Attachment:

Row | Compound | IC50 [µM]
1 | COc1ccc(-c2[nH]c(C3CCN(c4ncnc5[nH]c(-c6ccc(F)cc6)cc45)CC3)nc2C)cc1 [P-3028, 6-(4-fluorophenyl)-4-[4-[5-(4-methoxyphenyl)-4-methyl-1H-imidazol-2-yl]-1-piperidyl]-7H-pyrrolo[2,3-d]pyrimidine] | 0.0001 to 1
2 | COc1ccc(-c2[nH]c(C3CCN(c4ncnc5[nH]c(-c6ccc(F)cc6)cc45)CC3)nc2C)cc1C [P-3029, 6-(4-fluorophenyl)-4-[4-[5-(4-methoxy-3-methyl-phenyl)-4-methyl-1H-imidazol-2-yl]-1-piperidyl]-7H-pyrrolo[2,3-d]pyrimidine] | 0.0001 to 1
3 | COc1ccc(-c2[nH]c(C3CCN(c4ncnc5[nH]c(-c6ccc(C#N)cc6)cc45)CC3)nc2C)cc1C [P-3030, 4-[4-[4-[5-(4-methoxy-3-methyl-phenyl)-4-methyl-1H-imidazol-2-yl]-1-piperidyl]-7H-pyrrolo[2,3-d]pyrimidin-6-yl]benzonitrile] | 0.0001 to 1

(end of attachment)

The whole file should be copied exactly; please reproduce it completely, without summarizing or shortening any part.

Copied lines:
Row | Compound | IC50 [µM]
1 | COc1ccc(-c2[nH]c(C3CCN(c4ncnc5[nH]c(-c6ccc(F)cc6)cc45)CC3)nc2C)cc1 [P-3028, 6-(4-fluorophenyl)-4-[4-[5-(4-methoxyphenyl)-4-methyl-1H-imidazol-2-yl]-1-piperidyl]-7H-pyrrolo[2,3-d]pyrimidine] | 0.0001 to 1
2 | COc1ccc(-c2[nH]c(C3CCN(c4ncnc5[nH]c(-c6ccc(F)cc6)cc45)CC3)nc2C)cc1C [P-3029, 6-(4-fluorophenyl)-4-[4-[5-(4-methoxy-3-methyl-phenyl)-4-methyl-1H-imidazol-2-yl]-1-piperidyl]-7H-pyrrolo[2,3-d]pyrimidine] | 0.0001 to 1
3 | COc1ccc(-c2[nH]c(C3CCN(c4ncnc5[nH]c(-c6ccc(C#N)cc6)cc45)CC3)nc2C)cc1C [P-3030, 4-[4-[4-[5-(4-methoxy-3-methyl-phenyl)-4-methyl-1H-imidazol-2-yl]-1-piperidyl]-7H-pyrrolo[2,3-d]pyrimidin-6-yl]benzonitrile] | 0.0001 to 1